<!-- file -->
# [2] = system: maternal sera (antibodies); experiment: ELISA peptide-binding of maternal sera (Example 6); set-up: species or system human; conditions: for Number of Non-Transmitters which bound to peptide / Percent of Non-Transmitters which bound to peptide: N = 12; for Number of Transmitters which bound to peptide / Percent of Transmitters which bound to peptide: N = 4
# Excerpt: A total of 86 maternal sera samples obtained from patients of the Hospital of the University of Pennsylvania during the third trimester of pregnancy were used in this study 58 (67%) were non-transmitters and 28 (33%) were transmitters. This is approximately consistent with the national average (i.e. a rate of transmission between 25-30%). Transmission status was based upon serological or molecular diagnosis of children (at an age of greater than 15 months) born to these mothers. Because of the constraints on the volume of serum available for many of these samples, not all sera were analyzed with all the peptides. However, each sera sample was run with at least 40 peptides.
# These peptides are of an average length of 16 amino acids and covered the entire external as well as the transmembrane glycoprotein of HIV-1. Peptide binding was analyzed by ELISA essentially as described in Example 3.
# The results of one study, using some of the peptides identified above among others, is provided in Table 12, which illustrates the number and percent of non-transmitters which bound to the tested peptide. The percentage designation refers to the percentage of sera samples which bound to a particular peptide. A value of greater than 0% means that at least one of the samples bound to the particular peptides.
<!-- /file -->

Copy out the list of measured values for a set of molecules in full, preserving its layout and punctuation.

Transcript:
# [2] = system: maternal sera (antibodies); experiment: ELISA peptide-binding of maternal sera (Example 6); set-up: species or system human; conditions: for Number of Non-Transmitters which bound to peptide / Percent of Non-Transmitters which bound to peptide: N = 12; for Number of Transmitters which bound to peptide / Percent of Transmitters which bound to peptide: N = 4
# Excerpt: A total of 86 maternal sera samples obtained from patients of the Hospital of the University of Pennsylvania during the third trimester of pregnancy were used in this study 58 (67%) were non-transmitters and 28 (33%) were transmitters. This is approximately consistent with the national average (i.e. a rate of transmission between 25-30%). Transmission status was based upon serological or molecular diagnosis of children (at an age of greater than 15 months) born to these mothers. Because of the constraints on the volume of serum available for many of these samples, not all sera were analyzed with all the peptides. However, each sera sample was run with at least 40 peptides.
# These peptides are of an average length of 16 amino acids and covered the entire external as well as the transmembrane glycoprotein of HIV-1. Peptide binding was analyzed by ELISA essentially as described in Example 3.
# The results of one study, using some of the peptides identified above among others, is provided in Table 12, which illustrates the number and percent of non-transmitters which bound to the tested peptide. The percentage designation refers to the percentage of sera samples which bound to a particular peptide. A value of greater than 0% means that at least one of the samples bound to the particular peptides.